The bag is exquisite, the marketing pitch-perfect, but it’s the detail about artisans in the foothills of Tuscany that sells the product.


Pinpoint targeting

“A fine alcoholic drink has mouthfeel, viscosity, and a layered flavor profile,” according to Ben Kennedy, who co-founded infused beverage brand Fable with his wife, Kristin. So, working alongside a culinary council of chefs and mixologists, the pair refined Kristin’s kitchen mocktail recipes until they developed four formulations that mimic the taste and experience of classic mixed drinks—but without the alcohol.

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The brand’s specificity about its target market—cocktail connoissuers, not beer drinkers or wine devotees—is reflected in everything it does, from its blog to its Instagram community and appearances at trade shows. Even the cans, eye-catching but subdued, send the message this is a product for people who appreciate sophistication in their adult beverages.


Updating Traditions

Zig-Zag has manufactured rolling papers for more than 140 years, and the original graphical elements of the brand’s identity are still in use today. The iconic Zig-Zag man, based on a folk tale about a quick-thinking Zouave soldier, debuted with the first product. The intricate, ornate patterns embedded in the papers are the original designs, too. Despite changes in ownership over the years, the company’s visual traditions convey a sense of permanence, stability, and reliability.

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Photo: Emma Maistera

Today, Zig-Zag sells more than rolling papers, and everything—trays, grinders, other accessories, and clothing—is emblazoned with the same mythical French soldier who launched the brand. So is Zig-Zag Studio, “a media platform … inspir[ing] the world of tomorrow by uplifting the innovators of today.” Because for Zig-Zag’s fans, tradition isn’t synonymous with hidebound.

Kush Queen

Close-knit community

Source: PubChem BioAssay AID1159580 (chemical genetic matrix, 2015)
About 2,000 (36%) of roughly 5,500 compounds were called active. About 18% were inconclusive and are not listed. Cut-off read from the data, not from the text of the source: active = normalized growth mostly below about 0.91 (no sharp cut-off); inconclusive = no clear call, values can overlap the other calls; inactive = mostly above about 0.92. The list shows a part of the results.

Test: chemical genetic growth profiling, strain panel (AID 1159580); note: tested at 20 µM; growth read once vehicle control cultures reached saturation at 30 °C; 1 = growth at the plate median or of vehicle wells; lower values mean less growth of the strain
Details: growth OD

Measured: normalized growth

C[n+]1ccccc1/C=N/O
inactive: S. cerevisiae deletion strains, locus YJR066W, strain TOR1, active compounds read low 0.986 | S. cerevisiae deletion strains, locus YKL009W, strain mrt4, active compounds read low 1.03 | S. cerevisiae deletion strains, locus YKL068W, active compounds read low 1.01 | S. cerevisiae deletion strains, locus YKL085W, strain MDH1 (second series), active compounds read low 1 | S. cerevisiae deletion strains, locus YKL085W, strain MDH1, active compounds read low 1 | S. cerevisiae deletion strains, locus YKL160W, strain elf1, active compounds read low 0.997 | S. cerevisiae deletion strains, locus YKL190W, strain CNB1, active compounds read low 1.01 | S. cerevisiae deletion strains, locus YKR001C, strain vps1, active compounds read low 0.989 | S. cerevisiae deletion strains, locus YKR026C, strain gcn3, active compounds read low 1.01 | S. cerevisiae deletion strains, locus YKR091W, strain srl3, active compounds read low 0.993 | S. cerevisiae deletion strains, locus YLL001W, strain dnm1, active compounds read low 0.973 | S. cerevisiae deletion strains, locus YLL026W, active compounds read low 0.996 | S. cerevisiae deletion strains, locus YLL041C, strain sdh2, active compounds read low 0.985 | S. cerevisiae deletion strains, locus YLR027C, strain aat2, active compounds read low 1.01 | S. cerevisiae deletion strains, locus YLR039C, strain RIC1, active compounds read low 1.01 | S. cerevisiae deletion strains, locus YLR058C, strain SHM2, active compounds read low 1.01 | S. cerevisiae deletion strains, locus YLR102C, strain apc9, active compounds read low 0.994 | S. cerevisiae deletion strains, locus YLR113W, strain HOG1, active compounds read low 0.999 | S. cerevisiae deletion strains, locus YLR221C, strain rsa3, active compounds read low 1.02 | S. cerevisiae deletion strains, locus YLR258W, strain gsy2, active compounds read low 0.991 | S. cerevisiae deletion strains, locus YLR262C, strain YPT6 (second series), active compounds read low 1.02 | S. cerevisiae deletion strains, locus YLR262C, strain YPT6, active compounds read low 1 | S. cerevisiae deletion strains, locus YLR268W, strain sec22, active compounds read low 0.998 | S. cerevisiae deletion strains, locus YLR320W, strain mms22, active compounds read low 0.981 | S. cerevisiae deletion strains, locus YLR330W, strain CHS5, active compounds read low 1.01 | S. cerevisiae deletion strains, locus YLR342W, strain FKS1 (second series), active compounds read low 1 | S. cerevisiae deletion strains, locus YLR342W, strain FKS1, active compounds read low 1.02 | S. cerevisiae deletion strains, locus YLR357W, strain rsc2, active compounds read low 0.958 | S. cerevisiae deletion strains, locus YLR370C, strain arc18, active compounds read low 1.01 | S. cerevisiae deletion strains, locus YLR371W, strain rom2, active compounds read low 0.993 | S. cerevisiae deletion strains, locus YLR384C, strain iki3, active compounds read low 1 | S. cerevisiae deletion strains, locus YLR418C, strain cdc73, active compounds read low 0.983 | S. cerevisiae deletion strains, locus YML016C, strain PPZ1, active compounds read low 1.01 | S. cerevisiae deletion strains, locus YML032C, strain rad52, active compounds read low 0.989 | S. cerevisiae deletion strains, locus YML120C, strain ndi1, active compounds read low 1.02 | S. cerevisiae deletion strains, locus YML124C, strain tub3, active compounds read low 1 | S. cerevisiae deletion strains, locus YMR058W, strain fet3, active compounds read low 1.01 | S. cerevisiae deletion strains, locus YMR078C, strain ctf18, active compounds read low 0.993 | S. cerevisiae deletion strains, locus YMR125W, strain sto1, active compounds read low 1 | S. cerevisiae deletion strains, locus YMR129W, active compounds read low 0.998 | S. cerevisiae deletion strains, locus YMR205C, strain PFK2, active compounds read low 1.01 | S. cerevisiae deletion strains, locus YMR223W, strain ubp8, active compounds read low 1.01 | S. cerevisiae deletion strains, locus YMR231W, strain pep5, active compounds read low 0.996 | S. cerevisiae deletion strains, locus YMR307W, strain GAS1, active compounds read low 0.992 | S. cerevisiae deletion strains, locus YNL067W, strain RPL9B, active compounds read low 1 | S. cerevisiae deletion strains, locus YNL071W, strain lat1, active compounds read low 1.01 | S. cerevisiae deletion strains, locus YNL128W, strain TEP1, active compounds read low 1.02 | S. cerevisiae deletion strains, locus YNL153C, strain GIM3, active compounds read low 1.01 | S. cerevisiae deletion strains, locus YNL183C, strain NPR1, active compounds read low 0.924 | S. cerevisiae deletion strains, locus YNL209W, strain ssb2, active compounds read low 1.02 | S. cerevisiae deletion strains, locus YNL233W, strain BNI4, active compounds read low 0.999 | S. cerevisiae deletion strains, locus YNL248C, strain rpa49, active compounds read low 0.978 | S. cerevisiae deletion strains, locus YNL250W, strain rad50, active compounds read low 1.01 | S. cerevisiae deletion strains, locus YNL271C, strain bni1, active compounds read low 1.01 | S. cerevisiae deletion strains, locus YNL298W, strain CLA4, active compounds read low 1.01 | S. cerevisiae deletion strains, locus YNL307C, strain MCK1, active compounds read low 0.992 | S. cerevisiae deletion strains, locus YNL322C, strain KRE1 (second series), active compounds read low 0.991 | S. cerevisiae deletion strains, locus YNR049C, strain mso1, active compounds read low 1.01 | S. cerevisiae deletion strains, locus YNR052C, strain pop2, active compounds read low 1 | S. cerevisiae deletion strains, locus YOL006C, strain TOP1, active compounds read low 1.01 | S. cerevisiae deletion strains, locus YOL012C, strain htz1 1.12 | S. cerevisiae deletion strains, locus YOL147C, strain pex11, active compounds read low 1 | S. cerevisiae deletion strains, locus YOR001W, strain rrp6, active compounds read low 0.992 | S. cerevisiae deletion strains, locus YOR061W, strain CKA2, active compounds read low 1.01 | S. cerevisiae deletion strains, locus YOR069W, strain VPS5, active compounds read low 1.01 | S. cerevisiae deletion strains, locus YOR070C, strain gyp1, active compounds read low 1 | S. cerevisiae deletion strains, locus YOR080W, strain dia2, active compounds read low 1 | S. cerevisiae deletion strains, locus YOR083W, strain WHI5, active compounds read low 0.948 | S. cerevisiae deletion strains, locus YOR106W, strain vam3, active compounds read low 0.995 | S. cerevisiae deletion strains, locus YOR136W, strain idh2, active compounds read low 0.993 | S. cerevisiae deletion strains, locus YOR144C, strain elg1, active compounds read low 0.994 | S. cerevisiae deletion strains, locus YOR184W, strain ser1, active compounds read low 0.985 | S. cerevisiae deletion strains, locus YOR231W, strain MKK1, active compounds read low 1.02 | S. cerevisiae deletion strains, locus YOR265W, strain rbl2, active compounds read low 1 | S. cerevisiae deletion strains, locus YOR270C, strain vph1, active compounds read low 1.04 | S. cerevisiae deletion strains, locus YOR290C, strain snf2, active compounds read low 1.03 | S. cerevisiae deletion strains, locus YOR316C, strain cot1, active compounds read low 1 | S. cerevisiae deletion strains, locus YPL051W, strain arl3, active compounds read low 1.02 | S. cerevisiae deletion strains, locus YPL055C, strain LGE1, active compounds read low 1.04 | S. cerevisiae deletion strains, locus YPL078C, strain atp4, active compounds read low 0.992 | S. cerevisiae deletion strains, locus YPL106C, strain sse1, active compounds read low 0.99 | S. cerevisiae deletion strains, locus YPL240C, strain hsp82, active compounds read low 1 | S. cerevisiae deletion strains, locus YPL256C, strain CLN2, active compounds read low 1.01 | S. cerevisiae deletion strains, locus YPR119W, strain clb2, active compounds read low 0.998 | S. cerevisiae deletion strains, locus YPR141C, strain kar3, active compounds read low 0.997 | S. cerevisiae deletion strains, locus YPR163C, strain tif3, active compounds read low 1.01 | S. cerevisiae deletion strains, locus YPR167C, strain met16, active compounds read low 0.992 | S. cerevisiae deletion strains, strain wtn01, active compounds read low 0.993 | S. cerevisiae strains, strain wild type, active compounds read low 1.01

Kush Queen grew from a wellness-focused online community founded by social-media influencer Olivia Alexander. Together with cultivator and co-founder Michael Sawyer, she turned a devoted fan base into a multimillion-dollar company offering THC- and hemp-infused self-care products. The community cheered every success and mourned every loss right alongside the founders. “People feel connected because I let them into the journey,” Alexander said. “There is power in vulnerability as an entrepreneur, and there is power in the journey for brands.”

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As the product line expanded, so did the founders’ relationship. The company recently celebrated the couple’s impending nuptials with a “bridal shower” for its latest lineup: the Bridal Collection, which includes products for couples to enjoy together. Befitting the occasion, the bath bombs, flower, gummies, and infused olive oil are dressed in elegant tuxedo black and wedding white.


Familiarity breeds comfort

Ever since Wynk debuted in 2020, the infused seltzer has styled itself as a social beverage for the young, trendy, and culturally aware. Everything about the brand, from the recently updated can design to its marketing collateral and social media presence, is designed to appeal to health-conscious urban professionals, who are primary drivers of the “social-but-sober” movement.

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Part of Wynk’s appeal is the beverage’s availability in an expanding network of venues traditionally associated with alcohol consumption. The brand is served in bars and restaurants in fourteen states, including hip spots like Chicago’s 2Bears Tavern and Boston’s Cask ’n Flagon. Consequently, consumers don’t have to change their favorite hangouts to remain true to their sober lifestyle.

The arrangement creates a win-win scenario: Not only do the establishments attract new customers by offering an alcohol alternative, but Wynk also is introduced to a new audience in a familiar, comfortable environment.